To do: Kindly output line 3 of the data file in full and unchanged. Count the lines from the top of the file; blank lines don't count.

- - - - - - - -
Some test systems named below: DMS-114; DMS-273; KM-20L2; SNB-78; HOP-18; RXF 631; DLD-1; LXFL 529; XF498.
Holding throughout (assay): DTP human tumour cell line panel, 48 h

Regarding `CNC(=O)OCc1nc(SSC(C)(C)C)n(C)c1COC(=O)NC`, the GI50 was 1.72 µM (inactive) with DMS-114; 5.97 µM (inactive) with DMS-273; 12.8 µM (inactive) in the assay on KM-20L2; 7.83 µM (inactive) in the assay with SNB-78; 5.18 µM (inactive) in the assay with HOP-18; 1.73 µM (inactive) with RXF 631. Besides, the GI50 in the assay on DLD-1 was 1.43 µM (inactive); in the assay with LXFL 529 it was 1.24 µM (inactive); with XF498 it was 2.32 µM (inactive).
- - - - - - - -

Regarding `CNC(=O)OCc1nc(SSC(C)(C)C)n(C)c1COC(=O)NC`, the GI50 was 1.72 µM (inactive) with DMS-114; 5.97 µM (inactive) with DMS-273; 12.8 µM (inactive) in the assay on KM-20L2; 7.83 µM (inactive) in the assay with SNB-78; 5.18 µM (inactive) in the assay with HOP-18; 1.73 µM (inactive) with RXF 631. Besides, the GI50 in the assay on DLD-1 was 1.43 µM (inactive); in the assay with LXFL 529 it was 1.24 µM (inactive); with XF498 it was 2.32 µM (inactive).